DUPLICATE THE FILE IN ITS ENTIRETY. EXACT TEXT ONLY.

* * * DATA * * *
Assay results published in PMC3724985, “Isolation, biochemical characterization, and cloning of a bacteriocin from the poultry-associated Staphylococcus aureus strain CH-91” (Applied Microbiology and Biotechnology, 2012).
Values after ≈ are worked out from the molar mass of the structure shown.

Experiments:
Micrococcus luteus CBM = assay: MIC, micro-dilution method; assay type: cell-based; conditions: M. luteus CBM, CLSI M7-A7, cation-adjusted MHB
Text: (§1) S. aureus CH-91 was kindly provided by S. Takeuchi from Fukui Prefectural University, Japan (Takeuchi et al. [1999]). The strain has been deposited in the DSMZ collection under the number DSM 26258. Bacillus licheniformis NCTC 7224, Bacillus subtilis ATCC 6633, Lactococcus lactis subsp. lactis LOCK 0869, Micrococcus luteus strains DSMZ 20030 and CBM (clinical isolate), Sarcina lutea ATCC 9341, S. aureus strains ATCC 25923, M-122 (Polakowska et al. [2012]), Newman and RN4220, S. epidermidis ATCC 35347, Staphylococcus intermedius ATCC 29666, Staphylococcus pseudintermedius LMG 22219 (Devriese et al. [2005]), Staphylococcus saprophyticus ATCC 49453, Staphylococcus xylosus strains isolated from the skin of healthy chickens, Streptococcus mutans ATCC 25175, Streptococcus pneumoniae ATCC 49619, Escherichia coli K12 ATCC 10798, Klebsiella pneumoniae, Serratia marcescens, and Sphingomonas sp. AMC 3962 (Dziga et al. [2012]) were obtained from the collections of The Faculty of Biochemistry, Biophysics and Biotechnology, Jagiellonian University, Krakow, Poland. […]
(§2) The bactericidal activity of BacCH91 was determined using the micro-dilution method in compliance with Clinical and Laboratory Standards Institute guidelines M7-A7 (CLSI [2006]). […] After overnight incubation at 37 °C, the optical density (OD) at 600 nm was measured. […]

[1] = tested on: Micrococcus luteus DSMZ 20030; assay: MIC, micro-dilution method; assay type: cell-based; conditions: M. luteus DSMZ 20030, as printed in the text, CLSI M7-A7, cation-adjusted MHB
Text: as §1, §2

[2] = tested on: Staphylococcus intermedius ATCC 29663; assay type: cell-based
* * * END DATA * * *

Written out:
Assay results published in PMC3724985, “Isolation, biochemical characterization, and cloning of a bacteriocin from the poultry-associated Staphylococcus aureus strain CH-91” (Applied Microbiology and Biotechnology, 2012).
Values after ≈ are worked out from the molar mass of the structure shown.

Experiments:
Micrococcus luteus CBM = assay: MIC, micro-dilution method; assay type: cell-based; conditions: M. luteus CBM, CLSI M7-A7, cation-adjusted MHB
Text: (§1) S. aureus CH-91 was kindly provided by S. Takeuchi from Fukui Prefectural University, Japan (Takeuchi et al. [1999]). The strain has been deposited in the DSMZ collection under the number DSM 26258. Bacillus licheniformis NCTC 7224, Bacillus subtilis ATCC 6633, Lactococcus lactis subsp. lactis LOCK 0869, Micrococcus luteus strains DSMZ 20030 and CBM (clinical isolate), Sarcina lutea ATCC 9341, S. aureus strains ATCC 25923, M-122 (Polakowska et al. [2012]), Newman and RN4220, S. epidermidis ATCC 35347, Staphylococcus intermedius ATCC 29666, Staphylococcus pseudintermedius LMG 22219 (Devriese et al. [2005]), Staphylococcus saprophyticus ATCC 49453, Staphylococcus xylosus strains isolated from the skin of healthy chickens, Streptococcus mutans ATCC 25175, Streptococcus pneumoniae ATCC 49619, Escherichia coli K12 ATCC 10798, Klebsiella pneumoniae, Serratia marcescens, and Sphingomonas sp. AMC 3962 (Dziga et al. [2012]) were obtained from the collections of The Faculty of Biochemistry, Biophysics and Biotechnology, Jagiellonian University, Krakow, Poland. […]
(§2) The bactericidal activity of BacCH91 was determined using the micro-dilution method in compliance with Clinical and Laboratory Standards Institute guidelines M7-A7 (CLSI [2006]). […] After overnight incubation at 37 °C, the optical density (OD) at 600 nm was measured. […]

[1] = tested on: Micrococcus luteus DSMZ 20030; assay: MIC, micro-dilution method; assay type: cell-based; conditions: M. luteus DSMZ 20030, as printed in the text, CLSI M7-A7, cation-adjusted MHB
Text: as §1, §2

[2] = tested on: Staphylococcus intermedius ATCC 29663; assay type: cell-based